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You’ve probably figured out that I’m far from a ‘typical’ young adult; regardless of if we’re basing it off of experiences, interests, passions, or daily life stuff – mine tend to look a little different than most (which works great for me)

One of my favorite things to watch are movies and tv series featuring characters with mental illness and/or addiction. I’m the ultimate critique of how “real” or “exaggerated” hollywood paints the picture of mental health.

Here are some of my favorities:
Black Swan
I Am Sam
What about Bob?
The Perks of being a Wallflower 
The King’s Speech
Silver Linings Playbook
Little Miss Sunshine
Prozac Nation
Girl, Interrupted
A Beautiful Mind
28 Days

Now Hollywood’s partnership with mental health has both pros and cons, they are listed below:

Pros:

  1. They get people thinking and talking about mental health.
  2. Hollywood can be used as a tool for change.
  3. It’s comforting watching a movie about someone with a mental illness you can relate to (especially if you are not open about it yet).
  4. Awareness (to a certain degree).

 

Cons:

  1. Hollywood is very dramatic which creates an even more stigmatized view of mental illness.
  2. Seeing the behaviors associated with the mental illness on the big screen or on tv can be very triggering for some people.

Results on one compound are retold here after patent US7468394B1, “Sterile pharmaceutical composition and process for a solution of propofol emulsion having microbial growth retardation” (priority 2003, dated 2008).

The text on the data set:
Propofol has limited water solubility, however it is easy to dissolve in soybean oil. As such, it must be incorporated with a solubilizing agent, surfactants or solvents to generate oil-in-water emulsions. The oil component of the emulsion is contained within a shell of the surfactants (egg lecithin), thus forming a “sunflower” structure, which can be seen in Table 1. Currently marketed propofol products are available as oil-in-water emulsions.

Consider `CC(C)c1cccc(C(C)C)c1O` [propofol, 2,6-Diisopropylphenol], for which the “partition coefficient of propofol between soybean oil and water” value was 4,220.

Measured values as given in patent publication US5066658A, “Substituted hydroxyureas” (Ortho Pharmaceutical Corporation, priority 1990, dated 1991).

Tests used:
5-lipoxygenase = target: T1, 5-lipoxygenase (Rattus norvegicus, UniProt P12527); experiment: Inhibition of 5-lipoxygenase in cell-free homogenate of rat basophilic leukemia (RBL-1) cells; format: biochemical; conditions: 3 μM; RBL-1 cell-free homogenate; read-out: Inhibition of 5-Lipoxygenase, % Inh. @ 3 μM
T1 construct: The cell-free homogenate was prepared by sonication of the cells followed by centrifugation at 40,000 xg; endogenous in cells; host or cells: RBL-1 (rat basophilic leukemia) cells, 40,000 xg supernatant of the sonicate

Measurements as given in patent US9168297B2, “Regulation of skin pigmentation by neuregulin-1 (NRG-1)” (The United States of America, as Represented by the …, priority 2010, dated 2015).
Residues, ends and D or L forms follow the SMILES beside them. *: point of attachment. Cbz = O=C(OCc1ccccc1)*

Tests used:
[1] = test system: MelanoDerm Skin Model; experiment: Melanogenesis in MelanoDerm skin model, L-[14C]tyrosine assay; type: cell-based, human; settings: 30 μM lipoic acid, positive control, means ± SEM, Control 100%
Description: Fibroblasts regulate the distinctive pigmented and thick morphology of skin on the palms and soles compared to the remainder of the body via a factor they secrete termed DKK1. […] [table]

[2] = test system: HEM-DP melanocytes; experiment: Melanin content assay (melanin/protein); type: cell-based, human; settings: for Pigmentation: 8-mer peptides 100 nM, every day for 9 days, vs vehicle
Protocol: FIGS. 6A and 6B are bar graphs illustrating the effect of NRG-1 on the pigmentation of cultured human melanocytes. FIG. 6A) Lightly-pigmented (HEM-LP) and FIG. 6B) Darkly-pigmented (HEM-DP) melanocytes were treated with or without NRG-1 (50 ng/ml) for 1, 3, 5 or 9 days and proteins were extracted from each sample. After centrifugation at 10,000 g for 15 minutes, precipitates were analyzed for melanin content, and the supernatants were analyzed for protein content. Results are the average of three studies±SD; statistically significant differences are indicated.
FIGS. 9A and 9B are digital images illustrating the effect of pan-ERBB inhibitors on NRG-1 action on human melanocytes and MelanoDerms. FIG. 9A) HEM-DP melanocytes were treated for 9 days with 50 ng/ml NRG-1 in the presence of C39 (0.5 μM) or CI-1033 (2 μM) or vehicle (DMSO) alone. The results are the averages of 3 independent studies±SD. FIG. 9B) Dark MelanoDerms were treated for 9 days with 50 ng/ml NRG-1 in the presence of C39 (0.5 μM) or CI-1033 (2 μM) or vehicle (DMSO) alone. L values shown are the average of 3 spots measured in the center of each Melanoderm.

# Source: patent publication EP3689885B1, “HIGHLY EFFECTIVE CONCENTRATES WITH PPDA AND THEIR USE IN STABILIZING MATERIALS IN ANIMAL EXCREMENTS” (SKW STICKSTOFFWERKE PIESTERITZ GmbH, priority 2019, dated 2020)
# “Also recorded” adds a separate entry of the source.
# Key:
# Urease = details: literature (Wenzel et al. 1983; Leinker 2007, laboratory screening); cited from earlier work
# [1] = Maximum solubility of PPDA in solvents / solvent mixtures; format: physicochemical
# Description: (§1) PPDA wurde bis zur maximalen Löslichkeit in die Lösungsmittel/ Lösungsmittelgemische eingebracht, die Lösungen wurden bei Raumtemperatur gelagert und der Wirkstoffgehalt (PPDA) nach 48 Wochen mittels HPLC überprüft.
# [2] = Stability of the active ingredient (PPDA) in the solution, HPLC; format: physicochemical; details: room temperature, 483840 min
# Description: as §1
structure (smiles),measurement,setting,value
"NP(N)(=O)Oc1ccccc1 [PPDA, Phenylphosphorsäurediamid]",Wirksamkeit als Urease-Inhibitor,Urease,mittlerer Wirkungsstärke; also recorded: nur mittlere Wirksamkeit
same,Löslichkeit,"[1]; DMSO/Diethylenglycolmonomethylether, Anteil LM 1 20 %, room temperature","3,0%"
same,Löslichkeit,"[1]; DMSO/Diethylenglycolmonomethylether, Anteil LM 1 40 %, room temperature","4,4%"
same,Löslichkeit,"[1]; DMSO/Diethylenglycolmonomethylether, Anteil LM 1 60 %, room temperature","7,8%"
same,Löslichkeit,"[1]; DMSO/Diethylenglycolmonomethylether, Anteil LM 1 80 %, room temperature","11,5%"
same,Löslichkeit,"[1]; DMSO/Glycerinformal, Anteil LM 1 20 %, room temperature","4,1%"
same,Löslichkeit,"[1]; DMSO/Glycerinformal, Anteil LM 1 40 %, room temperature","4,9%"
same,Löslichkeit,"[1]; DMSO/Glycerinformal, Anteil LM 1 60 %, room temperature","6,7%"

3. Hollywood is Hollywood and they can say or do or make up whatever they want so the information is not always accurate and with the current giant holes in people’s understanding about mental health and mental illness there is a lot of room for misunderstanding and being mislead.

UnknownOk. So, what about reality TV?

Now, this I feel strongly about. It seems like today there is a reality show about everything quite frankly the idea that people make money off of the pain and suffering of those struggling with mental illness disgusts me.

Most of the time the individual being ‘helped’ is very sick at the start of the show – so sick in some cases you wonder if they should be deemed “competent” to make those sorts of decisions.

I ask myself:

  1. What were they offered?
  2. How desperate were they?
  3. Where they tricked or confused?

 

I think back to the days before flying across the United States for treatment and how desperate that felt for me. I wonder if someone had told me the only way you were going to get help was if you let us film it. I wonder if I would have agreed.

It also kills me to think that the “reality” used for entertainment and ratings on these stations is some persons everyday-allday fight and is quite honestly not amusing or entertaining at all.

What do you think? Comment or shoot me an email at whereistandblog@gmail.com

My name is Erin and This is Where I Stand.

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